Innovating Democracy 2018: Why technology is bad for democracy
In the run-up to next week’s Innovating Democracy event, we ask two NIMD experts to share their views on how technology really affects democracy.
In this blog, NIMD Programme Manager shares his view. Despite the opportunities technology provides, we must also be aware of the dangers of technology as entertainment.
The Digital Age has been hailed by many as a blessing for democracy. Technological advances, especially the spread of internet access, have radically improved means of communication and access to information. This, we’re told, makes it much more difficult for authoritarian governments to keep secrets from their citizens, and makes it easier for citizens to hold power-holders accountable.
But technology hasn’t delivered on its promise.
Anti-democratic forces all over the world have learned to play the game and turn it to their advantage, and information technology is part of the problem rather than the solution. The reason stems from how we behave online, how that affects the quality of information, and the resulting impact on civic engagement.
What drives our online behavior?
Almost all online services rely on advertising for their income. This means the more clicks, the better. Successful online content that wins the most clicks does so by provoking our emotions, rather than by presenting all the facts objectively. A more thorough and lengthy piece is quickly marked ‘TLDR’ (too long, didn’t read), showing the particular way we engage with information when it is presented to us online. The publisher doesn’t care too much about an article’s content; once you’ve opened the webpage, their money has already been made.
The key driver of our online behaviour is emotion. Even reading the news is often as a distraction from work, study, uninteresting company or a mindless commute, not a conscious effort to be better informed. Social media is especially suited to content that evokes easy emotions like anger, sadness or nostalgia. This has quite harmlessly resulted in a tsunami of funny cat videos and baby pictures. However, in attempts to drive traffic to their websites, social media and online news providers exploit our addiction to dopamine fixes. Publishers use polarizing headlines, share controversial opinions and use other methods to get you angry or excited enough to visit their site or social media page.
And the result? A polarized general public that holds controversial opinions and hasn’t had a chance to critically analyze the news they just read.
Our emotional vulnerability is also abused in this way by populist politicians. When these politicians simplify their political discourse to appeal to emotions like anger and nostalgia, other politicians are in turn forced to adapt their language to this new discourse. Populists across the world seem happy to misrepresent facts and reduce complex issues to yes-no questions. After all, they read from the same book as the voters, namely the skewed vision of the world we find in online media.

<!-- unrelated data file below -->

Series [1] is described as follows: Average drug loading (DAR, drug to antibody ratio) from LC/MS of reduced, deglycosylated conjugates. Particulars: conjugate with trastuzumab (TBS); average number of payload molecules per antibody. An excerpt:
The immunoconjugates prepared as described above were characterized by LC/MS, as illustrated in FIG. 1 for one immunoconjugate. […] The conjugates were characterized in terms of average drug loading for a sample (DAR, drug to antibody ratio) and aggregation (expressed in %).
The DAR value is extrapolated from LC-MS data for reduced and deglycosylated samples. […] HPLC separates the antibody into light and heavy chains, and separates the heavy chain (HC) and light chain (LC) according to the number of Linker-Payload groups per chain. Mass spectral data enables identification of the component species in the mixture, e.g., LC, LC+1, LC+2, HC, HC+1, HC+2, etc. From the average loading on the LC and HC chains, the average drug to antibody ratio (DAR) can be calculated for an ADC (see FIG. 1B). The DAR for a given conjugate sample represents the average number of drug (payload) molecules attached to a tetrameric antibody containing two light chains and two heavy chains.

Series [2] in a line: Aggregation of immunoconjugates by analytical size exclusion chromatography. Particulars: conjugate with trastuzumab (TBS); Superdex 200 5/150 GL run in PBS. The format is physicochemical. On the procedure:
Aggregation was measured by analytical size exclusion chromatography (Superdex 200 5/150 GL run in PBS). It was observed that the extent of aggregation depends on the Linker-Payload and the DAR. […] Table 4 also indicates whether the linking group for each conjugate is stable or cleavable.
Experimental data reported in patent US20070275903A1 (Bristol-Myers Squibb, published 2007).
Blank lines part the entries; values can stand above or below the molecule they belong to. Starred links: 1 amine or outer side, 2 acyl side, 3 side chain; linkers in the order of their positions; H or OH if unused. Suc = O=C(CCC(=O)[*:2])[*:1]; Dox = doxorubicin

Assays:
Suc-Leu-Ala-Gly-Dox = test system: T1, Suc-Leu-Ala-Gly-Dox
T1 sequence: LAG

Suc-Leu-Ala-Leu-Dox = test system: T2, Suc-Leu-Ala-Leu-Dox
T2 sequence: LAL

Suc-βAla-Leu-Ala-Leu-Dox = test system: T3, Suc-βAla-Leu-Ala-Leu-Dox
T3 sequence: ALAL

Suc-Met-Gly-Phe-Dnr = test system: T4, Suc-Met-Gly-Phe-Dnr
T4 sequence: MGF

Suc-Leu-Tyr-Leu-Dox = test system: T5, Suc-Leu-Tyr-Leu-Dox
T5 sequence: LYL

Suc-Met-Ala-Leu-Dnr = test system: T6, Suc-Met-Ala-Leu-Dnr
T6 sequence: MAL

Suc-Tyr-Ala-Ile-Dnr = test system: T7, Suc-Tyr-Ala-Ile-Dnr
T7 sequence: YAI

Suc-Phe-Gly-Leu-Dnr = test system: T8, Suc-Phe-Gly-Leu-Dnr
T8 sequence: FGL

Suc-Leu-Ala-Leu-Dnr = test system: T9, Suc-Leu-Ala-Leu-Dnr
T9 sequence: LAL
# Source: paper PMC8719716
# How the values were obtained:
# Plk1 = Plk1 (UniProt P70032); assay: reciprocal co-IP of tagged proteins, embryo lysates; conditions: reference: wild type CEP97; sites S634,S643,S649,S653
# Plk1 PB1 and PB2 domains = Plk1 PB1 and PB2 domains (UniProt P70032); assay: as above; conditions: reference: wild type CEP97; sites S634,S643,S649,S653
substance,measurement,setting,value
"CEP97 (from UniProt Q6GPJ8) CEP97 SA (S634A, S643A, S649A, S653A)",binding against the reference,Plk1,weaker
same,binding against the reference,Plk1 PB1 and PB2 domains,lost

But at least the internet is making us more informed, right?
The Digital Age has provided unprecedented access to information, but also unprecedented opportunity to disseminate information.
There is more information available, but that doesn’t mean the quality of information has improved. Instead, technology favours the spread of controversial or sensationalist information and places this on an equal footing with well-researched, objective facts. With an abundance of (often inaccurate) analysis and data being consumed online, the authority of well-respected academic institutions is increasingly called into question. Everybody who owns a smartphone is now their own expert and publisher.
To make matters worse, the logic of the internet ensures that we tend to believe information more if it is what we want to hear. The infamous filter bubble stops us from being confronted by opinions contrary to our own, thereby contributing to the confirmation bias I described in my previous blog.
But isn’t the internet helping us become more engaged?
The internet has made it easier for us to express ourselves politically. But, again, that doesn’t mean it has improved the quality of political expression.
At best, discontent is channeled into 280 character tweets. More often, it is limited to liking, retweeting or sharing something we happen to agree with. Where previously we had to call or write to our representatives, collect signatures for petitions, take to the streets in mass protests, now we don’t even have to leave the house.
Expressing ourselves on social media is easier than taking political action in the real world, and more comfortable than engaging in a real conversation with someone you disagree with. But it’s also a lot easier for politicians to ignore. Or they can simply adapt their discourse to placate the online fury without really addressing the underlying issues.
Where does that leave democracy in the Digital Age?
On the whole, the Digital Age has not delivered on its promises. Technology itself is, of course, neutral – in fact, it provides plenty of opportunities to deepen our political engagement. But, on the whole, that’s not how it is being used. The way we choose to use technology every day is making us slaves to distraction and preventing us from engaging with politics in the real world.
Unless we find a way to address these shortcomings and make the most of the opportunities that technology has to offer, the Digital Age will go down in history as a setback to the project of democracy.
TL;DR – Online media is not helping us to engage better with politics, it is only keeping us entertained while politicians continue business as usual